Another critical backbone supporting reopening expenses was the city’s 2023 partnership with the Port of Long Beach, announced last spring, which provided a $12 million advance to help fund reopening efforts while also enhancing port services. Funding also came from Tidelands Funds.

Expanded and Upcoming Operations, Attractions, Amenities

City and Evolution Hospitality staff continue to identify ways to expand and enhance the Queen Mary guest experience. Since the June 2023 reopening, hotel capacity has expanded from 100 to 200 guestrooms, and has undergone several operational improvements such as plumbing, electrical and fire life safety systems. The Queen Mary Hotel now includes a new pricing model that offers lower off-peak pricing, and the addition of community days for Long Beach residents offers the opportunity for locals to board the ship free of charge. These efforts are to increase equitable accessibility for all interested in visiting the ship.

Onboard activities humbly returned last June with just three offerings and has since grown to 22 guest tours and experiences, including a newly launched Adian Sinclair experience and seance room to meet the demand of paranormal experiences and the return of Sunday Brunch. Tours, exhibits and other experiential offerings continue with the newly opened Observation Bar Game Room, the addition of the Piccadilly Candy Shoppe and the forthcoming return of popular venues and activities like Sir Winston’s Restaurant and Lounge and activating additional tours and experiences.

Upcoming Preservation, Refurbishment, Expansion Projects

The city continues to identify projects that address the ship’s preservation, refurbishment, maintenance and expansion. There are several projects planned for 2024, including hotel room renovations and repairs, elevator upgrades, HVAC controls, and repair/repainting of the third smokestack. An expansive section of the Sun Deck, a popular location for special events and weddings, will be extensively renovated and repaired and renovated this year, which is expected to increase revenue generation immediately upon completion.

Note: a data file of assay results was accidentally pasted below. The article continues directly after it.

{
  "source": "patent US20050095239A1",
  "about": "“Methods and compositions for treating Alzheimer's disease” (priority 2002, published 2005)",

There are also plans to renovate areas of the ship to support the return of the “Ghosts and Legends” tour, including the guest queuing and entry areas and areas within the tour. City staff will also collaborate with nonprofit partners to identify and fund art and historic restorations projects onboard. The Queen Mary’s role as a historic and cultural resource will be further promoted by identifying ways to integrate art, music and culture into ship programming.

Plans for Future Development

The City Council has provided structure and resources to best position the Queen Mary for long term success and to leverage the adjacent property, totaling approximately 43 acres of undeveloped and open recreation space, into a world class entertainment and mixed-use development venue. The return of live music, special events and music festivals at the Queen Mary and adjacent Harry Bridges Memorial Park has further highlighted the importance of live music and entertainment to the future success of the ship. This waterfront space, with expansive views of the Long Beach shoreline and Downtown, collectively represents one of the city’s most unique future development opportunities.

Automated parking improvements were recently installed, which are already paying dividends and will enhance the guest experience for Queen Mary and Carnival guests. Also to be conducted this year is the demolishment and paving of the vacant and dilapidated English village and other unused structures on the site.

City staff are in the process of developing plans for a temporary amphitheater with the goal of providing a temporary, unique waterfront concert venue to meet the current demand of concert promoters in the region, stimulate the tourist economy and provide additional revenue generation. A cross-department team will initiate a formal study of the area to explore a variety of potential development opportunities for the site, including a permanent amphitheater, marina and improved cruise terminal. This study will take into account previous community and stakeholder input from the Queen Mary Land Development Task Force and consider changes to the post-pandemic development environment.

More information about the Queen Mary and Evolution Hospitality is available at queenmary.com.